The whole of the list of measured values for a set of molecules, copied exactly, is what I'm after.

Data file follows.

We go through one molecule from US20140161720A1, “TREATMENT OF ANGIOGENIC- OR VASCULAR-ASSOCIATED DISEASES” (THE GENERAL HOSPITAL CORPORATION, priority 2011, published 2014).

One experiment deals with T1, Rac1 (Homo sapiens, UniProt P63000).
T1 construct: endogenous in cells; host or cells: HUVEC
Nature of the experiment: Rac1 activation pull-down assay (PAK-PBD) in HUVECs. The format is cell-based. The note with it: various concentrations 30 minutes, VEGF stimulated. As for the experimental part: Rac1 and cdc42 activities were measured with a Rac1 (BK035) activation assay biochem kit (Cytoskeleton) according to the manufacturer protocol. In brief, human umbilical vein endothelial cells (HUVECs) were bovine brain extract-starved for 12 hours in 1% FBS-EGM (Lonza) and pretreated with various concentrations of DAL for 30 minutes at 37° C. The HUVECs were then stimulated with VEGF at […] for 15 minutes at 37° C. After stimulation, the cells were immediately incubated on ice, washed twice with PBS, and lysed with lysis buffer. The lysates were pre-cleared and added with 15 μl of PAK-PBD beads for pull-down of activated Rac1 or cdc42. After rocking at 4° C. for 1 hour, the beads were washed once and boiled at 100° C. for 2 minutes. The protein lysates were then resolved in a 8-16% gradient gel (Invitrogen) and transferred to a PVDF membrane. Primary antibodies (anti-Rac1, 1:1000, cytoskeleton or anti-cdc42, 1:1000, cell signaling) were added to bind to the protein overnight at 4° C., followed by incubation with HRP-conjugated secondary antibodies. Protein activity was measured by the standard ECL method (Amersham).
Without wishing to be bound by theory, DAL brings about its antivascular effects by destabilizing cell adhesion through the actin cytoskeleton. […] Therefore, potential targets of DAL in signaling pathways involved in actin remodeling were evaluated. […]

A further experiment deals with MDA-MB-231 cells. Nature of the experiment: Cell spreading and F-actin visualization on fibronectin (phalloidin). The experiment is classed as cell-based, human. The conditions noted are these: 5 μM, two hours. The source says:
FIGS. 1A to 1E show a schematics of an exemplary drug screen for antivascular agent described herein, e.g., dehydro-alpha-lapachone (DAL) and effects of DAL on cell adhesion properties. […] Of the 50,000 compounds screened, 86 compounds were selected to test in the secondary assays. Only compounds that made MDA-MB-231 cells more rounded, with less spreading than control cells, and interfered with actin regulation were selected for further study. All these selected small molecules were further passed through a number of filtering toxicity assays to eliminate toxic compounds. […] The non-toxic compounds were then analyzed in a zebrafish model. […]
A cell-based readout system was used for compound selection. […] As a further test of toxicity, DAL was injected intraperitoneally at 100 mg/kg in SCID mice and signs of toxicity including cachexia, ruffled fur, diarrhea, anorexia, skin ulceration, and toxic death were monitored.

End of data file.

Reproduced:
We go through one molecule from US20140161720A1, “TREATMENT OF ANGIOGENIC- OR VASCULAR-ASSOCIATED DISEASES” (THE GENERAL HOSPITAL CORPORATION, priority 2011, published 2014).

One experiment deals with T1, Rac1 (Homo sapiens, UniProt P63000).
T1 construct: endogenous in cells; host or cells: HUVEC
Nature of the experiment: Rac1 activation pull-down assay (PAK-PBD) in HUVECs. The format is cell-based. The note with it: various concentrations 30 minutes, VEGF stimulated. As for the experimental part: Rac1 and cdc42 activities were measured with a Rac1 (BK035) activation assay biochem kit (Cytoskeleton) according to the manufacturer protocol. In brief, human umbilical vein endothelial cells (HUVECs) were bovine brain extract-starved for 12 hours in 1% FBS-EGM (Lonza) and pretreated with various concentrations of DAL for 30 minutes at 37° C. The HUVECs were then stimulated with VEGF at […] for 15 minutes at 37° C. After stimulation, the cells were immediately incubated on ice, washed twice with PBS, and lysed with lysis buffer. The lysates were pre-cleared and added with 15 μl of PAK-PBD beads for pull-down of activated Rac1 or cdc42. After rocking at 4° C. for 1 hour, the beads were washed once and boiled at 100° C. for 2 minutes. The protein lysates were then resolved in a 8-16% gradient gel (Invitrogen) and transferred to a PVDF membrane. Primary antibodies (anti-Rac1, 1:1000, cytoskeleton or anti-cdc42, 1:1000, cell signaling) were added to bind to the protein overnight at 4° C., followed by incubation with HRP-conjugated secondary antibodies. Protein activity was measured by the standard ECL method (Amersham).
Without wishing to be bound by theory, DAL brings about its antivascular effects by destabilizing cell adhesion through the actin cytoskeleton. […] Therefore, potential targets of DAL in signaling pathways involved in actin remodeling were evaluated. […]

A further experiment deals with MDA-MB-231 cells. Nature of the experiment: Cell spreading and F-actin visualization on fibronectin (phalloidin). The experiment is classed as cell-based, human. The conditions noted are these: 5 μM, two hours. The source says:
FIGS. 1A to 1E show a schematics of an exemplary drug screen for antivascular agent described herein, e.g., dehydro-alpha-lapachone (DAL) and effects of DAL on cell adhesion properties. […] Of the 50,000 compounds screened, 86 compounds were selected to test in the secondary assays. Only compounds that made MDA-MB-231 cells more rounded, with less spreading than control cells, and interfered with actin regulation were selected for further study. All these selected small molecules were further passed through a number of filtering toxicity assays to eliminate toxic compounds. […] The non-toxic compounds were then analyzed in a zebrafish model. […]
A cell-based readout system was used for compound selection. […] As a further test of toxicity, DAL was injected intraperitoneally at 100 mg/kg in SCID mice and signs of toxicity including cachexia, ruffled fur, diarrhea, anorexia, skin ulceration, and toxic death were monitored.